The slow, steady loss of independence, when you have a long running health issue going on, can be pernicious, sneaking up on you before you even know it.

That last statement felt deserving of its own line because its just so powerfully true and, whether you ever prized (or even noticed) your prior independence, or not, the effects of this independence loss can seep into the foundations of your confidence and quality of life like a dry rot that you don’t even notice until its too late to do anything about it.

What makes this all the harder to deal with is the fact that those people you surrender your independence to may be the very ones working day and night to support you in every which way; so, of course, you are grateful beyond words to them, couldn’t live without them…and yet, it needs saying, somewhere along the line you gave up your independence (not to them but) to the situation you are in. After a time, it can feel easier to go along with things being done for you rather than attempting to do them for yourself, which can drastically undercut efforts you are otherwise making to reclaim confidence and quality of life.

For me, coming as I did to chronic health issues in the wake of a first marriage where I had to fight tooth and nail for my independence, demanding it at great personal cost or claiming it in ways that made me feel deceitful because continuing to claim my freedoms is something I absolutely had to do at all costs, the gradual surrender of independence that has since occurred because of my worsening physical limitations has come at a high price, feeling like salt into an already open wound. Before I got ill, I had had to be extremely independent for a long time, raising a child and coping with enormous responsibilities and stress against all the odds yet there was a great dignity to be found in coping with all that and keeping going.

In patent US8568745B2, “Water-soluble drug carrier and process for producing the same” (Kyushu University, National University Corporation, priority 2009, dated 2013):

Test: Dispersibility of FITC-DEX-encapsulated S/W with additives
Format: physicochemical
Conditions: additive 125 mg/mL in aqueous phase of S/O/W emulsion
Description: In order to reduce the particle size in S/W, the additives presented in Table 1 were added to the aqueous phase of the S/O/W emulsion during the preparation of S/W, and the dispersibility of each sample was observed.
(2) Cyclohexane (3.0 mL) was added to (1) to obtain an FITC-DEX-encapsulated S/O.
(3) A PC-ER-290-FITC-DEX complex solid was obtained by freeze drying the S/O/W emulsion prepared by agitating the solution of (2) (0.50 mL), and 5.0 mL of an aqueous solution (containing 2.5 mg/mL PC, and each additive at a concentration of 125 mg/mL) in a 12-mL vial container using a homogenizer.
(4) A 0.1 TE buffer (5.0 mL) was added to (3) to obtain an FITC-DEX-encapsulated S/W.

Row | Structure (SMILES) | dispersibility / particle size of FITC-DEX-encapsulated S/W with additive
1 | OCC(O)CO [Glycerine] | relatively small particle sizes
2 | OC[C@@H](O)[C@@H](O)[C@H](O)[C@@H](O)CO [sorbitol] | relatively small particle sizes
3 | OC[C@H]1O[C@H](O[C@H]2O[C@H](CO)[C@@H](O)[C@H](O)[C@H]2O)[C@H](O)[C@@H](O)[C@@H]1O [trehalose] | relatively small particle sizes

One of the biggest liberties I ever had to fight for and for which I have continued to fight vehemently is the independence of being able to have my own car so that I am free to go wherever I please whenever I want to (and whilst I do insist on having this facility, I do also appreciate I am extremely fortunate to be in this position…one I was not in for a very long time… and should never take it for granted). Of course, that ability to drive is entirely health dependent and, lately, I’ve driven far less than ever, something which has come at a huge cost to my overall independence to do things on my own or with others besides my husband. It’s the one thing (almost above anything) that I dream of claiming back after we move because having the ability to drive will make for a completely different experience of the spacious location we have chosen to relocate to compared to being tied to asking for lifts when I want to go somewhere, given it is not exactly on the beaten path. The feeling of being “trapped” is one I’ve resisted all my life and one which chronic health issues has forced me to explore long and hard!